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For Immediate Release, February 18, 2011

Contact: Jaclyn Lopez, (415) 436-9682 x 305 or jlopez@biologicaldiversity.org

Obama Administration Delays Protection for Yet Another Endangered Species

Virgin Islands Plant Deemed Worthy of Protection But Denied It

SAN FRANCISCO— The U.S. Fish and Wildlife Service announced today that a rare plant in the U.S. Virgin Islands warrants federal protection but won’t receive it. In response to a lawsuit filed by the Center for Biological Diversity, the Service decided today that the imperiled Solanum conocarpum is imminently threatened by a variety of pressures including climate change and habitat destruction. The thornless, flowering shrub persists in the wild only on the Caribbean island of St. John, where fewer than 400 plants are known to exist. Despite the scientific finding that the plant urgently needs help, the Service is refusing to protect it under the Endangered Species Act, citing a lack of funding and higher-priority species.

“The Obama government has made a habit of invoking this warranted-but-precluded finding, which threatens to write the final chapter on not just this island plant but 253 other species languishing in bureaucratic limbo,” said Jaclyn Lopez, a Center staff attorney. “This is the second Virgin Islands plant in less than six months that the Service has decided warrants protection but will not get it.” The Service made the same finding for Agave eggersiana in September 2010.

Since taking office in January 2009, the Obama administration has made 18 such “warranted by precluded” findings, compared to the Bush administration’s total of 10. The Service claims that despite its duty under the Endangered Species Act to list and protect imperiled species, it is hamstrung by an annual congressional appropriations process that limits the available resources for listing actions. However, the budget for listing has nearly quadrupled since 2002, with little increase in actual listing. Also, this particular 12-month finding was made pursuant to a court-enforced settlement agreement, which means the Service knew it would be making this decision in February 2011 so cannot claim it did not budget for the listing activity.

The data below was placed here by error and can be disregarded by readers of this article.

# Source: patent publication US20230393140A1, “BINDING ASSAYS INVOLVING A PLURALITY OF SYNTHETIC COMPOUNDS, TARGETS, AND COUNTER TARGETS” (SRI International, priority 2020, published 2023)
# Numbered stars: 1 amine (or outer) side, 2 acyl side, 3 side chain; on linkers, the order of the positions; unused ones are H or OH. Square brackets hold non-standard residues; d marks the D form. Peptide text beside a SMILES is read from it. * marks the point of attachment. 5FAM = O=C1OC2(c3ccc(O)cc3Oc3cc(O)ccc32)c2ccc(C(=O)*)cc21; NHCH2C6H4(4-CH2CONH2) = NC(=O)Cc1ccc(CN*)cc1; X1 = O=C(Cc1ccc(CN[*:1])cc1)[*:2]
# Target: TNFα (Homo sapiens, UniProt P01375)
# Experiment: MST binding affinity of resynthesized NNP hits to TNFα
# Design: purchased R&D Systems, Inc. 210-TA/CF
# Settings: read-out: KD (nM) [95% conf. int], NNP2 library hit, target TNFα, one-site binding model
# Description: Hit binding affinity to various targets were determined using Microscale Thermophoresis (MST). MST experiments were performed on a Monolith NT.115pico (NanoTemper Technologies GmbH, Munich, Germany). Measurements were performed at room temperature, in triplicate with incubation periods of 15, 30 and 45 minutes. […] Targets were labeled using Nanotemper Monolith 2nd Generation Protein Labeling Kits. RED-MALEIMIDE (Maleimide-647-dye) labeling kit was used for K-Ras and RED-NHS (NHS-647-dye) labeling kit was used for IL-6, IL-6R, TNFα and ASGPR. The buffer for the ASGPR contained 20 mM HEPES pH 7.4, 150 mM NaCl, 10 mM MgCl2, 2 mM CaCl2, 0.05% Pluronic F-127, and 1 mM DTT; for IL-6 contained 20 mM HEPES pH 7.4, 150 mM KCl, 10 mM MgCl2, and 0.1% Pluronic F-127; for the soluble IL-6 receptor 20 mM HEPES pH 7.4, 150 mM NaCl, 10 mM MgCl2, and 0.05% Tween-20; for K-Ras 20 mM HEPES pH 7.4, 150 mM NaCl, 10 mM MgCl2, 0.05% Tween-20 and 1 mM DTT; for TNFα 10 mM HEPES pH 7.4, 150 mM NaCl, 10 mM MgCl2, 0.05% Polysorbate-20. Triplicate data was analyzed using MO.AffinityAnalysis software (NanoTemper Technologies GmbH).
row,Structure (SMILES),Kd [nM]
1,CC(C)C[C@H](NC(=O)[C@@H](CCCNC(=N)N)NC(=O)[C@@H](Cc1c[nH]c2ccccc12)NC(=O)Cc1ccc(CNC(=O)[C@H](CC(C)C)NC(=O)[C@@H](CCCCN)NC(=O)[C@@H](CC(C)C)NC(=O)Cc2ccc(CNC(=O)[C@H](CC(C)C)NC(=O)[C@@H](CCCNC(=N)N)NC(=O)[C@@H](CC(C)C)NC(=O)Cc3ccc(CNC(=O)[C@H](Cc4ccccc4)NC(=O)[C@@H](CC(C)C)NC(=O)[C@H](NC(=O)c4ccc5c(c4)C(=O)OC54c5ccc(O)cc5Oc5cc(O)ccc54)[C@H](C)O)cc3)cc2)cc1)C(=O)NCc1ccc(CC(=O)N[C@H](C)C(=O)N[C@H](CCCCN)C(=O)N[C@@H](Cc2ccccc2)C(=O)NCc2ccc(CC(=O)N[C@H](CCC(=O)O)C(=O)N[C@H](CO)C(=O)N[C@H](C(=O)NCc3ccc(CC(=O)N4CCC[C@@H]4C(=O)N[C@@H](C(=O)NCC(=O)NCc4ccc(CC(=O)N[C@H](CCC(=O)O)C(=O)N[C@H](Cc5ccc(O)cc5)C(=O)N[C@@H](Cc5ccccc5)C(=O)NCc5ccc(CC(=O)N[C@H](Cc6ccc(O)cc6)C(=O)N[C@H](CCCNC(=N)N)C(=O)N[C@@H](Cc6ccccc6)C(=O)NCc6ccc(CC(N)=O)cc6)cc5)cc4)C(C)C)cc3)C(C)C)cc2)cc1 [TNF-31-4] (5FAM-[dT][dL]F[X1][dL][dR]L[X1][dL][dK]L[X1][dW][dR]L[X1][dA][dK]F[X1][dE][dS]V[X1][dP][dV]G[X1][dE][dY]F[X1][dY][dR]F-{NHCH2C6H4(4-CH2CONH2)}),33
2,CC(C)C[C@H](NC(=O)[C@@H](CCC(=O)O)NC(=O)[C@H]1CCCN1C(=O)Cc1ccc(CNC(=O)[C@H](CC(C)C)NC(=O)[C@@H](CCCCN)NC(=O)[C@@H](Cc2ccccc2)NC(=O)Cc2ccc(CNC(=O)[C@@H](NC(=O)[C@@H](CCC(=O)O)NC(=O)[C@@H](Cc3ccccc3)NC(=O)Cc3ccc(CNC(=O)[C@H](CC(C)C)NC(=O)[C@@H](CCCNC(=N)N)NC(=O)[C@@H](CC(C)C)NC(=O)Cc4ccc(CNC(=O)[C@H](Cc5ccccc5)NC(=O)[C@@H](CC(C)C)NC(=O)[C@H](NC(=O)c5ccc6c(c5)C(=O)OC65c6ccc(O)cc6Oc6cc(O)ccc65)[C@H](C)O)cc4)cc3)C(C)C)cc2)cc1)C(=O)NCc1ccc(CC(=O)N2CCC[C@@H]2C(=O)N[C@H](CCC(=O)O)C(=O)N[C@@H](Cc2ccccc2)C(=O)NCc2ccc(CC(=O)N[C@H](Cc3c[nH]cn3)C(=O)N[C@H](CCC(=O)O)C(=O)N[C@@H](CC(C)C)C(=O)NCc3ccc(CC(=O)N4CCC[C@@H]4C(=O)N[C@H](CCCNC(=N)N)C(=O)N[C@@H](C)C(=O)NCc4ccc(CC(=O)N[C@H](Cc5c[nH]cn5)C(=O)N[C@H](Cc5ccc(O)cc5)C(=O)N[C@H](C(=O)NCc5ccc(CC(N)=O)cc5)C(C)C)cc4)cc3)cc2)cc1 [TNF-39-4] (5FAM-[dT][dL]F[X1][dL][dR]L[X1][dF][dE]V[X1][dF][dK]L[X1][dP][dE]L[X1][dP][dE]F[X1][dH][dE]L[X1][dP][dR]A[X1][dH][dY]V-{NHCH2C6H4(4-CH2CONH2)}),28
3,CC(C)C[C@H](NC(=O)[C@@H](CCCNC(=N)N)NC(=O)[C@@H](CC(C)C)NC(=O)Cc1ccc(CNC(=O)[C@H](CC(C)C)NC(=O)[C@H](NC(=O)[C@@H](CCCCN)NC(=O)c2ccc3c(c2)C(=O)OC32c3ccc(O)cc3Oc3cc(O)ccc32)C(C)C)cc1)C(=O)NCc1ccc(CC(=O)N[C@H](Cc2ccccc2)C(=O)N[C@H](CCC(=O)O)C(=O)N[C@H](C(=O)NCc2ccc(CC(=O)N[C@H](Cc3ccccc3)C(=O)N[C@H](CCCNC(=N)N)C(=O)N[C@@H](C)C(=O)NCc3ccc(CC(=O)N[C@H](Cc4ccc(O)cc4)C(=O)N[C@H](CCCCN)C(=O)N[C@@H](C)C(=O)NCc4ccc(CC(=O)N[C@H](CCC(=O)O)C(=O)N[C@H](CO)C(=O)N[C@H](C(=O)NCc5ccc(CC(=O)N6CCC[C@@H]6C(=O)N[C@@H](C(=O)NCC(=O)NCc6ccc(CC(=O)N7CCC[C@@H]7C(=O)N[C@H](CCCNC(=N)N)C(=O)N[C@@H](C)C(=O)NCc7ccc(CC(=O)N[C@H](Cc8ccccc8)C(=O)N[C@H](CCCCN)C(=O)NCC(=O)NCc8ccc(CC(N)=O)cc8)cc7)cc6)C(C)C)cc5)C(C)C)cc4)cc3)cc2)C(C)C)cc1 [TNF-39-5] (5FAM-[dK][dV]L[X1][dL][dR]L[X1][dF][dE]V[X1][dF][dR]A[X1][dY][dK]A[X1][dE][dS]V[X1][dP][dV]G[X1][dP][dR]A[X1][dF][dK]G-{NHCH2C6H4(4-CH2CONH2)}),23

“Secretary Salazar’s failure to prioritize protection of endangered species is placing hundreds of species at risk of extinction,” said Lopez. “This is not the hope President Obama promised.” 

The U.S. Virgin Islands Division of Fish and Wildlife of the Department of Planning and Natural Resources first petitioned the Service to protect Solanum conocarpum in 1996. In 1998, the Service determined that the petition presented substantial scientific information to support listing; it committed to issuing a final finding within nine months on whether the species should be listed. Nine months turned into six years, and in 2004 the Center filed a lawsuit, resulting in a settlement agreement requiring the Service to submit a final finding in 2006. The Service then inexplicably changed its position, disregarded the opinions of its own experts, and published a finding in 2006 that neither Virgin Islands species should be listed. The Center again filed suit in 2008 challenging this, resulting in a settlement agreement for the Service to revisit its finding.

The Environmental Law Clinic at the University of Denver and the Turner Environmental Law Clinic at Emory Law School represented the Center for Biological Diversity on the case. More on the lawsuit, and background information on the plant species, can be found on the Center’s website at http://www.biologicaldiversity.org/species/plants/Virgin_Islands_plants/index.html.


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